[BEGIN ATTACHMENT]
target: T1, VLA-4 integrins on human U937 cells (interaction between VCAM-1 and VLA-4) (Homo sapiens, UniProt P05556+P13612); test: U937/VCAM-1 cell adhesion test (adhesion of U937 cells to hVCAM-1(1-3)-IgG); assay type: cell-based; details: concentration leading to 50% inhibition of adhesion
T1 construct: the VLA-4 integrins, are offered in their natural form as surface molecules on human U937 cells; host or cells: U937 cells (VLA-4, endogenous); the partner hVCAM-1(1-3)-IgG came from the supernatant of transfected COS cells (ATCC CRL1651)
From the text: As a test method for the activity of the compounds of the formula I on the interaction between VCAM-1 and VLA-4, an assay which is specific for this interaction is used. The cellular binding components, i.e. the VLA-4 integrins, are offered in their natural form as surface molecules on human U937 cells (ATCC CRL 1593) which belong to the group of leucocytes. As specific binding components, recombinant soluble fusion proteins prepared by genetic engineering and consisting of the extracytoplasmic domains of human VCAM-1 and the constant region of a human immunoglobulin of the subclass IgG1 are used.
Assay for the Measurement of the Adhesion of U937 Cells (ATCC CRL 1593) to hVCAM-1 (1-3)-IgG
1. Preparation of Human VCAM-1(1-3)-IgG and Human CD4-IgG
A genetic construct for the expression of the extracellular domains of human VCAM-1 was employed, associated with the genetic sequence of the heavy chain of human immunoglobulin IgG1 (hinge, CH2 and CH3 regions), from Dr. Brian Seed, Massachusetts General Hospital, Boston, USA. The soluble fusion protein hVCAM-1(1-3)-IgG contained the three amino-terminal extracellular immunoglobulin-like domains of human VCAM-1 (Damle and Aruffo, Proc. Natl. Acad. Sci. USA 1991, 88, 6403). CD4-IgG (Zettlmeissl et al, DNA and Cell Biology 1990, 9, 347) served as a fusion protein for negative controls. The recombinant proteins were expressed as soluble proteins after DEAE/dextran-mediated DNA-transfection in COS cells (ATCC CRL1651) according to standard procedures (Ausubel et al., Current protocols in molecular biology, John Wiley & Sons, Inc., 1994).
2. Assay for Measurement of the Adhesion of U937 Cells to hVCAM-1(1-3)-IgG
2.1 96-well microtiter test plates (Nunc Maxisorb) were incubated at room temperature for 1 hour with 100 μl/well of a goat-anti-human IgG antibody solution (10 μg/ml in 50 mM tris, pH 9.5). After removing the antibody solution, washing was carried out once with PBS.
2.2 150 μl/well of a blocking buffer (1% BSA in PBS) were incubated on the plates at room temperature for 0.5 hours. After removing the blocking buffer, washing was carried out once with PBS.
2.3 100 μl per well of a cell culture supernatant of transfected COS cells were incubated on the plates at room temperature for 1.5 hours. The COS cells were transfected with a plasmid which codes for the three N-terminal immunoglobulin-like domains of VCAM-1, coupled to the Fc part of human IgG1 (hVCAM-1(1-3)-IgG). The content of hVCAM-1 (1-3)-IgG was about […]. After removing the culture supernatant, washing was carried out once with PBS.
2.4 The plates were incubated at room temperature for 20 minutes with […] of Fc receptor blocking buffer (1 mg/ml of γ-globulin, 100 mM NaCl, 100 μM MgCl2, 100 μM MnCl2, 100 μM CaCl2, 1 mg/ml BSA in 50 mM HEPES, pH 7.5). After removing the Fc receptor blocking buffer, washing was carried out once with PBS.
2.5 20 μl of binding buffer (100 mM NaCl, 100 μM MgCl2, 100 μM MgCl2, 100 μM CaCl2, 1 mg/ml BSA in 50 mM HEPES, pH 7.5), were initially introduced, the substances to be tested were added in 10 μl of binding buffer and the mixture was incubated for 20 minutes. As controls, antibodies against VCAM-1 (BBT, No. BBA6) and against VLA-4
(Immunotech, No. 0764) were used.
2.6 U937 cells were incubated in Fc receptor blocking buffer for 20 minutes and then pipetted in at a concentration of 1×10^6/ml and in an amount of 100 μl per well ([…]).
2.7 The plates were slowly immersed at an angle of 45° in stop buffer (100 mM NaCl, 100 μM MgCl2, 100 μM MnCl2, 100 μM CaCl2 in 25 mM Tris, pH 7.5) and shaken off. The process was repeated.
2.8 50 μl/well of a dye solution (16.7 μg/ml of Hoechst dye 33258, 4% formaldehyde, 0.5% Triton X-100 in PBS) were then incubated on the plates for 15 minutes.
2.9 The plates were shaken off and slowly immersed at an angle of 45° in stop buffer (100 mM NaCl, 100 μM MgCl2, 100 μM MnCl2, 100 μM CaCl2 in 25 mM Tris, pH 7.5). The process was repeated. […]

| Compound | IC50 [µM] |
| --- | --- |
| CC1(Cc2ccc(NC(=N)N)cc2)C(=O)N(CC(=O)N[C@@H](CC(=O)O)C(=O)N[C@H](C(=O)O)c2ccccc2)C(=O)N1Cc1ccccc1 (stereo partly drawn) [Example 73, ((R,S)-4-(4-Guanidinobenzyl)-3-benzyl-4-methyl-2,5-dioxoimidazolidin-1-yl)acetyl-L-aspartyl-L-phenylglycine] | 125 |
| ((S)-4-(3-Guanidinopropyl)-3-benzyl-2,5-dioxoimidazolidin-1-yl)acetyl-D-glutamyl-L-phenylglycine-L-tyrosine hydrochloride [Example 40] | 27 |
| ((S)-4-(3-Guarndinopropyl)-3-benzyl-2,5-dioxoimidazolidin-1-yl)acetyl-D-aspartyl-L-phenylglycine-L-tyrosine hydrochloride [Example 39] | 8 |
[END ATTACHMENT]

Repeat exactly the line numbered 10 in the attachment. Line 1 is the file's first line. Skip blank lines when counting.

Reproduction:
2.3 100 μl per well of a cell culture supernatant of transfected COS cells were incubated on the plates at room temperature for 1.5 hours. The COS cells were transfected with a plasmid which codes for the three N-terminal immunoglobulin-like domains of VCAM-1, coupled to the Fc part of human IgG1 (hVCAM-1(1-3)-IgG). The content of hVCAM-1 (1-3)-IgG was about […]. After removing the culture supernatant, washing was carried out once with PBS.